Disability services - aim to support people with a disability and their carers, taking into account the specific needs of individuals and focussing on facilitating participation in the community. Services provided or funded by the Commonwealth State Disability Agreement (CSDA) and those funded under the Home and Community Care program (HACC) form the bulk of the disability specific welfare services. Services provided under the CSDA include accommodation, in-home support, respite care, community support, and disability specific employment services, and are focused mainly on people aged under 65 years. HACC services cover both people with a disability and the frail aged, and are focused on enabling people to remain in their own home. HACC services include home nursing, delivering meals, home help and maintenance, transport and shopping, respite, and assessment and referral.


Defining the scope and boundaries of Australia’s formal system of welfare and community services has always been difficult for policy makers and statisticians.
One important conceptual distinction to make in this area is the difference between welfare services and social security. Welfare services tend to be those that involve the delivery of direct and personal services such as child care and home help, and tend to differ somewhat between the States and Territories. Welfare services are often of interest in other areas of social concern, such as housing. Social security relates mainly to payment of cash benefits and pensions. Social security payments tend to be uniform nationally.

The National Community Services Information Management Group (NCSIMG) has developed a framework that maps the formal community services sector in terms of the information required about it and available from it. This framework (the National Community Services Model) provides a structure for community service information. It aims to describe data elements that are commonly applicable throughout the community services sector, to put these into an internationally standardised form, and to promote the use of these standards in community services data collection. Among other elements, the model identifies these headings under which community service information can be categorised:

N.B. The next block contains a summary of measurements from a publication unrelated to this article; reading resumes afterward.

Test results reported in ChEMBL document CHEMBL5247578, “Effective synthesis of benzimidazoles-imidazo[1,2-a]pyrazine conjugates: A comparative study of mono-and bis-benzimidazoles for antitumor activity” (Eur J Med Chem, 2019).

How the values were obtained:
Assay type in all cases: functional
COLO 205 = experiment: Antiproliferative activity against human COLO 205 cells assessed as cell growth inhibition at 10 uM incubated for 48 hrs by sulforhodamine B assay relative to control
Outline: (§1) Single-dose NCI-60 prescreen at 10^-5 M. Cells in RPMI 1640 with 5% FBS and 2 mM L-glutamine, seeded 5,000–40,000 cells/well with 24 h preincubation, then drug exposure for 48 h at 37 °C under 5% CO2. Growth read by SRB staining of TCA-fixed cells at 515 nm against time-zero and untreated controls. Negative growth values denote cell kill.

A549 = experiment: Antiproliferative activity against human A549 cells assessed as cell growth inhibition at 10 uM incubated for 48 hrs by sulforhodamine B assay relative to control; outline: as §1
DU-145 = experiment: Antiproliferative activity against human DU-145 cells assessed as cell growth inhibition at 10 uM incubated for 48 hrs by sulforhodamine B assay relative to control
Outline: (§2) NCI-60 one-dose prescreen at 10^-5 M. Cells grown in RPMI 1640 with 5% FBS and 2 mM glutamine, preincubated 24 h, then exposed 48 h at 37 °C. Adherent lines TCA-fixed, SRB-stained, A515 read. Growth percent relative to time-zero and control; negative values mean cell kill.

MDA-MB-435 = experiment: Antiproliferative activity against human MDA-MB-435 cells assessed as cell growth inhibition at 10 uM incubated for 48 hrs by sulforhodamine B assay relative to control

• Parties, i.e. either persons, families, households or other groups, and their characteristics. Person characteristics in this model include demographic, socio-cultural, educational, labour, accommodation, income, legal, impairment, disability, functional and other characteristics. For groups, such as households or families, the main characteristic identified is income.
  • Events, e.g. birth, change in environment, economic transaction, referral.
  • Environments, e.g. social, cultural, economic, political, physical, equipment.
  • Enabling factors, e.g. resources, knowledge, availability, accessibility.
  • Roles, e.g. citizen, carer, recipient, service funder, service provider.
  • Location, i.e. address, service delivery setting.

The NCSIMG National Community Services Data Dictionary provides important meta-data for this framework.4


Another approach to organising family and community data is to examine key players and transactions using the transaction model described in Chapter 1. Some examples of important care and support exchanges involving families and communities are shown below.

Image - Care and support transactions

Three main forms of exchange that occur within families and communities in relation to care and support emerge. These are: exchanges that occur within households or families; those that occur between individuals and the wider community; and those that the family unit undertakes with the wider community. When these exchanges take place, it is usually with the aim of maintaining, improving, or repairing the wellbeing of one or both parties involved. These exchanges are therefore useful indicators of wellbeing and how it is changing within the family and community